Can Democrats win back working-class voters? Watch Ohio.

WASHINGTON - Few issues have vexed Democrats more than the long-running defection of White, working-class voters to the Republican Party. Ohio’s upcoming Senate race will test whether Democrats have a formula to win some of them back.

Ohio Republicans have just come off one of the most expensive Senate primaries in history, with a fractured field and a fractious, months-long debate. The winner was J.D. Vance, a Yale-educated, Silicon Valley venture capitalist who surged at the end of the campaign after securing the endorsement of former president Donald Trump. The author of a best-selling book, “Hillbilly Elegy,” Vance had pilloried Trump back in 2016 but learned to see Trump in a new light as a candidate for the Senate.

The Democratic nominee is Rep. Tim Ryan, a 10-term House member who represents a district in northeast Ohio that has suffered through the decline of manufacturing in the United States and the shipment of jobs overseas. He is a graduate of Bowling Green University and Franklin Pierce College of Law.

Ryan once challenged House Speaker Nancy Pelosi, D-Calif., to become Democratic leader and unsuccessfully sought the Democratic presidential nomination in 2020. He is a centrist who has become more progressive, once was opposed to abortion rights and now supports them. He has consistently opposed free trade agreements that have hurt his district and the whole state and has come out of the gate denouncing those in his party who have called for defunding the police.

As the race sets up today, it will feature two candidates who both will attempt to claim the mantle of being the populist ally of the working-class voter.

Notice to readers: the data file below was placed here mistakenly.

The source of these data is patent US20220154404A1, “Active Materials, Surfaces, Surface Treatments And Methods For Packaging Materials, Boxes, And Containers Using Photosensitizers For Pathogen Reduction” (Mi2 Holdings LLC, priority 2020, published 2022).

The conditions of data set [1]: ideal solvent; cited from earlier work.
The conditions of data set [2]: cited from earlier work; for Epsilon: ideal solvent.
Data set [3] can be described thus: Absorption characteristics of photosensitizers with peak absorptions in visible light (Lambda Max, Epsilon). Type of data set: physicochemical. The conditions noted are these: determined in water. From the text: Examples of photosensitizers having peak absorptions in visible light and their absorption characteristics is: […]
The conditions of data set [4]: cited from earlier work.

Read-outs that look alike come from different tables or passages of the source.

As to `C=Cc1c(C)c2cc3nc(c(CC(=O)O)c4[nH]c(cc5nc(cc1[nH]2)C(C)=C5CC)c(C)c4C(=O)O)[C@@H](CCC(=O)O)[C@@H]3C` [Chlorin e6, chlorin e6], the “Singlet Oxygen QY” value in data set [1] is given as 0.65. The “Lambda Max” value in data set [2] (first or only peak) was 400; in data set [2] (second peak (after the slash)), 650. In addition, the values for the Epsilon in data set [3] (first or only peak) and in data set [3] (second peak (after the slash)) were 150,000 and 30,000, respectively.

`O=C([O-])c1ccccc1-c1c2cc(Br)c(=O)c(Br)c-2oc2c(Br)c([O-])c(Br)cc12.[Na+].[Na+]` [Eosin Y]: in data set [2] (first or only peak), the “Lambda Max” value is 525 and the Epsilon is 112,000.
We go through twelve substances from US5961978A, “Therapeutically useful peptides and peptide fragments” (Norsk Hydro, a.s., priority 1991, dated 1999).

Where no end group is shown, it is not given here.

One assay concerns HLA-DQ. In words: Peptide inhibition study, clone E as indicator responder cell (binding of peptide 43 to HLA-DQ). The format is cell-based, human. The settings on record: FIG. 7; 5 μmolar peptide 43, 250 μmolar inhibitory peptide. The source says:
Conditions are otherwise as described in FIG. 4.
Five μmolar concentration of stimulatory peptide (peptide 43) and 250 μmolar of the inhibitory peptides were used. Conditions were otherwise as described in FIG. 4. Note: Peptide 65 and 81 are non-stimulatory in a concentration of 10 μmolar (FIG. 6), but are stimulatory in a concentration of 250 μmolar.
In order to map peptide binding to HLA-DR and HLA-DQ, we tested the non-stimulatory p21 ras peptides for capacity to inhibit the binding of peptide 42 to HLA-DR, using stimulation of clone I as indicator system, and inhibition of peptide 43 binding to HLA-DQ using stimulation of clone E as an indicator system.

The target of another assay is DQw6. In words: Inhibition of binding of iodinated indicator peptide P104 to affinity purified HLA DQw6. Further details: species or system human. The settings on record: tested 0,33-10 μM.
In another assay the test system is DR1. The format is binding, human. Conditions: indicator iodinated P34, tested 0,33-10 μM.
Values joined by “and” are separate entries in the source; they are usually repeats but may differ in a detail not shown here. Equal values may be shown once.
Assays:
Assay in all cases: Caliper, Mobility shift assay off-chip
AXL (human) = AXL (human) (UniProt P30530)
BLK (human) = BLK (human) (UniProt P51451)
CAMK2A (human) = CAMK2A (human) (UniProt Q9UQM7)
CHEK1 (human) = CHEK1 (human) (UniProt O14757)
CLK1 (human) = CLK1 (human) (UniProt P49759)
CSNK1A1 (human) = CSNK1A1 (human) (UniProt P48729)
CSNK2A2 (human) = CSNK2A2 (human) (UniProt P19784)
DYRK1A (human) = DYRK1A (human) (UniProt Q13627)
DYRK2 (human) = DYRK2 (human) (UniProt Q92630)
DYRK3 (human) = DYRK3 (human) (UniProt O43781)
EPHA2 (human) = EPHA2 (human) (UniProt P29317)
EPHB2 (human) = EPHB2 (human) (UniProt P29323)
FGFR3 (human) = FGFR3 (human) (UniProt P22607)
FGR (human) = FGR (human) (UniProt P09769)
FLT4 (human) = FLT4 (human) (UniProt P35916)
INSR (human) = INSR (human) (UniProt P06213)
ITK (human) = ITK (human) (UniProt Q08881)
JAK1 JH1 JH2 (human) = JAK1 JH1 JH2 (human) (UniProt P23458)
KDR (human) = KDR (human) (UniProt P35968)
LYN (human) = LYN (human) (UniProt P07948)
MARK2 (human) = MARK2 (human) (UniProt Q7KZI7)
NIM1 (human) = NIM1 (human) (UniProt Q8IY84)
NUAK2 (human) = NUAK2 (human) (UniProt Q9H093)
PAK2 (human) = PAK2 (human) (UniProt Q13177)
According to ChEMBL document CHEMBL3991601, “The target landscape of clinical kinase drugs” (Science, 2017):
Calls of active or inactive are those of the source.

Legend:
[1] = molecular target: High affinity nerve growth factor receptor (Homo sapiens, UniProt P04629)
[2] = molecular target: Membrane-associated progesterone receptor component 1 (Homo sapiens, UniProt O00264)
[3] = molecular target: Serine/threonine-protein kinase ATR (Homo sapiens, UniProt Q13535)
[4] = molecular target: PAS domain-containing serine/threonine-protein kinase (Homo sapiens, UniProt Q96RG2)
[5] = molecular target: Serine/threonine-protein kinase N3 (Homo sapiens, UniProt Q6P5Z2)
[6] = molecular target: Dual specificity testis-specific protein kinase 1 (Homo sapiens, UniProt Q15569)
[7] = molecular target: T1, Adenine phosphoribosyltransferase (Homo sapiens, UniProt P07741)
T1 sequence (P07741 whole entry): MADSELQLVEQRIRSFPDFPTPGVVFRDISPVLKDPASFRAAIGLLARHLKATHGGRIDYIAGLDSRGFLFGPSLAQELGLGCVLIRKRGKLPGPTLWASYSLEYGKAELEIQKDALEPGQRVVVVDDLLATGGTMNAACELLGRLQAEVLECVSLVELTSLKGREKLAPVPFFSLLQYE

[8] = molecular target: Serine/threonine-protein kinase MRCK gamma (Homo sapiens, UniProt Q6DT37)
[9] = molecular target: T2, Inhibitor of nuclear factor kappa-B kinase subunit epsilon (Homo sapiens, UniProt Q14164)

In his victory speech Tuesday night, Vance said: “The people who are caught between the corrupt political class of the left and the right, they need a voice. They need a representative. And that’s going to be me.”

The next morning, Ryan told CBS News: “I’m from just outside of Youngstown. And I take on whoever needs to be taken on - China, corporate interests, anybody who’s coming after my people.”


The two will be competing to succeed Republican Sen. Rob Portman, who is retiring after two terms in Senate and a long career in Washington that has included service in the House and the executive branch.

Ohio was once a swing state in presidential campaigns, though with a slight Republican tilt. Democratic presidential nominees generally saw their vote percentages in Ohio fall only a couple of points below their national percentage. Since Trump arrived on the scene, that’s changed dramatically. The former president twice carried Ohio by margins of eight percentage points, which by the state’s standards represents a landslide.

The shift has come in the areas outside the major cities, in the northeastern part of the state, in Appalachian counties in eastern and southeastern Ohio, and in the rural areas in the western portions of the state. Trump rolled up huge margins in those counties and juiced turnout as well. Even as urban and suburban areas were shifting toward the Democrats, the other parts of the state were more than compensating. Some Democrats now consider Ohio a red state.

Unlike neighboring Michigan and Pennsylvania, which share some of its demographics but have been friendlier to Democrats overall, Ohio has appeared out of reach for Democratic candidates running statewide. The lone exception is Sen. Sherrod Brown, D, whose progressive populism has helped him to counter the trends.

Which brings the story back to the Senate race and the populist rhetoric that will be featured. But if both Vance and Ryan will make the claim that they best represent the working-class voters, they are likely to do it from different perspectives and with different emphases.